From his Masters debut as an amateur in 1972 and then as a pro two years later, Crenshaw has had a special relationship with the gallery, which will make his leaving emotional both inside and outside the ropes. He is a serious student of golf history, so he soaked up the tradition of the Masters. One of his regrets is that he never met Bobby Jones, a man he admired so much, who died in 1971.
Crenshaw wears his emotions on his sleeve anyway, but especially at Augusta National. When the topic is the Masters, he still likes to start his sentences with “Gosh” and “Honest to goodness.”
The gallery picked up on that early and saw it in full when he broke down after winning in 1995.
That emotional display was the essence of the man known as “Gentle Ben, say those closest to him.
“He’s just got a gentle personality and doesn’t have an enemy in the world,” said his sister-in-law Julie Crenshaw. “He cares about other people and is very generous. ”
Jackson can vouch for his player’s generosity.
When colon cancer struck Jackson in March 2000, forcing him to miss the Masters the next month (and the only one he has missed since starting in 1961), he thought he’d never caddie again. His doctor told him of a new procedure developed in South Africa that might save him. The cost of the operation was prohibitive, though.
“I said, ‘I don’t want to be the one that leaves my family in a lot of debt. If I’m that sick, let me go.’ ” Jackson said. “I had sort of given up. I thought I was a goner.”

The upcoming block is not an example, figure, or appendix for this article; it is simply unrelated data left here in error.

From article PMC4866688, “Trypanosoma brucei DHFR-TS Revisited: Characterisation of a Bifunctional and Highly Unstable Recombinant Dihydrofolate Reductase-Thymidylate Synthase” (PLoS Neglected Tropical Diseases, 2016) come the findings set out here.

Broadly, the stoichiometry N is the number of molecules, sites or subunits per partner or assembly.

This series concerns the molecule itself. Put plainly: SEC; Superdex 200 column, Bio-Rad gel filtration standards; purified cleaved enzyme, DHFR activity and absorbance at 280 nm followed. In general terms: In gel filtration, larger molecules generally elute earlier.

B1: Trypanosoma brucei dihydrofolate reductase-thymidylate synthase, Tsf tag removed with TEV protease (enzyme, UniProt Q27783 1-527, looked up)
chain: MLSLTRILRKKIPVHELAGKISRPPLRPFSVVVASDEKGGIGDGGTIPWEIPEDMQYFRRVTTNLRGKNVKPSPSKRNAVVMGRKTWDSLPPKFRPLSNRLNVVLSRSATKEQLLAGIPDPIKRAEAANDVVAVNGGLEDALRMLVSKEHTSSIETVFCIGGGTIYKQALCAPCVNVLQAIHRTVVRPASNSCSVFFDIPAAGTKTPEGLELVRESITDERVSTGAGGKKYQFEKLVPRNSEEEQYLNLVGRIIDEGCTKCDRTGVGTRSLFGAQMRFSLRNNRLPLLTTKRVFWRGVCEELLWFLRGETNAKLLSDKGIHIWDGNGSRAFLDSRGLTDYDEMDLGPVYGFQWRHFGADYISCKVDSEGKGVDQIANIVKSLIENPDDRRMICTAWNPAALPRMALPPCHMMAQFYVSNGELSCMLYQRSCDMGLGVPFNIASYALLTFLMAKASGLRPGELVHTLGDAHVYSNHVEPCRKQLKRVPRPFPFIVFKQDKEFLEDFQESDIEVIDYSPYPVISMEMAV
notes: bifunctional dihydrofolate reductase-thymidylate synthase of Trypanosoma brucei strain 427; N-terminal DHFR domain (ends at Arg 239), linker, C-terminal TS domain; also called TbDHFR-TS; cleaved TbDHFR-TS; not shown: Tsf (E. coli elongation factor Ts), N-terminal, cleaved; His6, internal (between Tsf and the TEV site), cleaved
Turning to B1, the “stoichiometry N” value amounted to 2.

Crenshaw was soon on the phone with Jackson at the doctor’s office.
“I said, ‘Carl, I don’t know what we’ve got to do to make you well, but you tell them I said do it. Whatever it takes, they can call me.’ ” Crenshaw said. “I wanted to offer him some sort of solace so he could ease his mind.”
Jackson broke down in tears after he hung up the phone.
“It was probably the first time I cried since I was a baby,” he said. “It was showing, ‘Hey, somebody cares.’ ”
THE FINAL DAY
Crenshaw’s final Masters round likely will be Friday, when the 36-hole cut is made.
If so, would anyone really care what he shoots that day?
“He might!” sister-in-law Julie Crenshaw shot back when asked the question. “He might just for old time’s sake make the cut.”
If he does, he will tie Tommy Aaron as the oldest to make it to the weekend at age 63. Aaron did it in 2000.
“Almost every time he’s approached that tournament, his level of golf has gone up,” Charlie Crenshaw said. “I don’t doubt that he’s going to play well, or better than he has all year.”
Gillette is prepared to see Crenshaw play his final round on Friday – or Sunday.
“He’s very competitive,” he said. “There are a lot of great things going on in his life. Some people say he’s really focused on his golf design business. But make no mistake, when he goes to the first tee on Thursday, he’s going to be grinding, and Carl is going to be grinding with the intent of making the cut.”
But even Gillette knows that at this point “the fans care more about him than they do his score.”
Said his sister-in-law Julie: “We just want him to be happy and be very fulfilled. It’s going to be real bittersweet for him. I’m happy that Charlie is going to be there.”
Charlie Crenshaw said it won’t be a sad day for his younger brother.
“If I know Ben, he’s going to have a ball going around there,” he said. “He’s going to relish every single shot. He’s going to enjoy the heck out of it.”
Said Crenshaw: “I think each champion relives their tracks, wherever they were. Regardless of whether it’s the last round or the first round, you just remember shots.”